In 1860, one-quarter of the foreign-born population in Michigan was from Germany. These two maps of Michigan appeared in two popular German-made atlases, made when many western Europeans were immigrating to the United States.
‘Nordlicher Theil’ shows us the entire journey immigrants could take from New York, up the Hudson River, along the newly-built Erie Canal and through the Great Lakes to Michigan.
Thirty years later, the atlas containing Neueste Karte was referred to as “Rolls Royce” of nineteenth century atlases. However we can see that the geography of Michigan is dreadfully out of date with its slanting Lake Michigan shoreline and undeveloped county boundaries. What obviously was more important to the author Joseph Meyer was the list of steamship routes from Detroit. Meyer also devotes considerable space to a variety of scale bars serving twelve different national units of measure including “Englische Meilen” and Türkische Meilen.” The cartouche says 1845, however the map was found in an 1860 atlas.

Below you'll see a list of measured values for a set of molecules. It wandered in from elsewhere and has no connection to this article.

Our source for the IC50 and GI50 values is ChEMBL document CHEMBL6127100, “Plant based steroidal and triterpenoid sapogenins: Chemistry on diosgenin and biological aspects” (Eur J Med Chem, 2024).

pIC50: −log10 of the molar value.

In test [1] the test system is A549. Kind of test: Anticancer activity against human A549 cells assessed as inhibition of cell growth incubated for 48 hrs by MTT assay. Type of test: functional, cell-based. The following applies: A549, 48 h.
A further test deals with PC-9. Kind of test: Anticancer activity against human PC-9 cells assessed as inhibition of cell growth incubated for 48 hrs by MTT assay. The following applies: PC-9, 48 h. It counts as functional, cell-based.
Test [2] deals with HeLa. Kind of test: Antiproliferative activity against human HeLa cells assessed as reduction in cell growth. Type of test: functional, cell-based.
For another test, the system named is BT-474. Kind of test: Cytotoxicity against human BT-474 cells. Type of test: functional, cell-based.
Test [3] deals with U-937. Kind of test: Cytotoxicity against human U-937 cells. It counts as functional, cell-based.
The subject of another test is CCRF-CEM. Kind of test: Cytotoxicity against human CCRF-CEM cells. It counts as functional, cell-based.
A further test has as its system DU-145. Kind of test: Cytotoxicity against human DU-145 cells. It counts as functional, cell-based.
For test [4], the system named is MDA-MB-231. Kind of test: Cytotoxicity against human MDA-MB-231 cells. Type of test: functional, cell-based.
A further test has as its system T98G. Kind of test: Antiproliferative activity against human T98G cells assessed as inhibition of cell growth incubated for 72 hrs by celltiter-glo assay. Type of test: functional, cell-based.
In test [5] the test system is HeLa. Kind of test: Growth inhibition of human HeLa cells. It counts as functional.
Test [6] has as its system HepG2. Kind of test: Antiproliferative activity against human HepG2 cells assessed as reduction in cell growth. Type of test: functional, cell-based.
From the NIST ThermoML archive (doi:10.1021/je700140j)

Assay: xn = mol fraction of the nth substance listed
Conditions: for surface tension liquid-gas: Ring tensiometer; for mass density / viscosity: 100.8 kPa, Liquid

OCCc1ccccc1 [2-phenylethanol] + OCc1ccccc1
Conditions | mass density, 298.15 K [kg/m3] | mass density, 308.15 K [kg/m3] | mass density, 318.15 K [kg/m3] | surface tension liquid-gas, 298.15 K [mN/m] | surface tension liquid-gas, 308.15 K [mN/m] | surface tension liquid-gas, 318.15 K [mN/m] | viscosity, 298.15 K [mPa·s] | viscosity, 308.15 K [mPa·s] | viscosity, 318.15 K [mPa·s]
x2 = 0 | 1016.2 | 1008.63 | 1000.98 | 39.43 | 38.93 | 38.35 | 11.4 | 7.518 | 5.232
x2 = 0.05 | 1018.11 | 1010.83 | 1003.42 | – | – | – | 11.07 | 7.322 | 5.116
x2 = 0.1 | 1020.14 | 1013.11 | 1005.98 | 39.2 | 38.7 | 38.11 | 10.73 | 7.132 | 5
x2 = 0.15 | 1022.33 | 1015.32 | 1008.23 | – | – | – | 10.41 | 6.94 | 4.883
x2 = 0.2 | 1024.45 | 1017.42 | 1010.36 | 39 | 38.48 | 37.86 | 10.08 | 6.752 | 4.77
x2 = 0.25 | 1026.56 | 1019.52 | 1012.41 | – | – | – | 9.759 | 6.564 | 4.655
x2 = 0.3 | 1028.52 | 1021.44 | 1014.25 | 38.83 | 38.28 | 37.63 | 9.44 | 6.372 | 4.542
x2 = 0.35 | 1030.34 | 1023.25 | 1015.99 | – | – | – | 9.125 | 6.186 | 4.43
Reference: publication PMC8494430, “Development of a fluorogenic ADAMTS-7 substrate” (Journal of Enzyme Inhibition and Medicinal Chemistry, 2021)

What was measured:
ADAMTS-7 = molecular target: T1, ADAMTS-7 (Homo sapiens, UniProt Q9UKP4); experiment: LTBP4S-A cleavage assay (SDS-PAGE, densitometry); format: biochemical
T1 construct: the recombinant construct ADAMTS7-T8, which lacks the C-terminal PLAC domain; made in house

These maps will be on display in the MSU Map Library the week of September 17, 2018. Both maps were gifts from Ronald Dietz.
Nördlicher Theil Der Vereinigten Staaten. Made by Adolf Stieler and Christian Gottlieb Reichard in 1817 (Revised in 1824) and appeared as Map 47 in Steiler’s Hand-Atlas über alle Theile der Erde und über das Weltgebäude. Published in Gotha, Saxe-Gotha, by Justus Perthes in 1830.
Neueste Karte von Michigan: nach den bessten Quellen verbessert 1845. Made by Joseph Meyer and appeared as Map 65 in Meyer’s Großer HandAtlas . Published by Joseph Meyer Bibliographisches Institut in Leipzig, Saxony in 1860.
Petermann's Planet: A Guide to German Handatlases and Their Siblings Throughout the World, 1800-1950. By Jürgen Espenhorst and George R. Crossman. Published in Schwerte, Germany by Pangaea Verlag in 2003.
The Germanic influence in the making of Michigan. By J. Andrew Russell. Published in Detroit by University of Detroit in 1927.
West to Far Michigan: Settling the Lower Peninsula, 1815-1860. By Kenneth E. Lewis. Published in East Lansing by Michigan State University Press in 2002.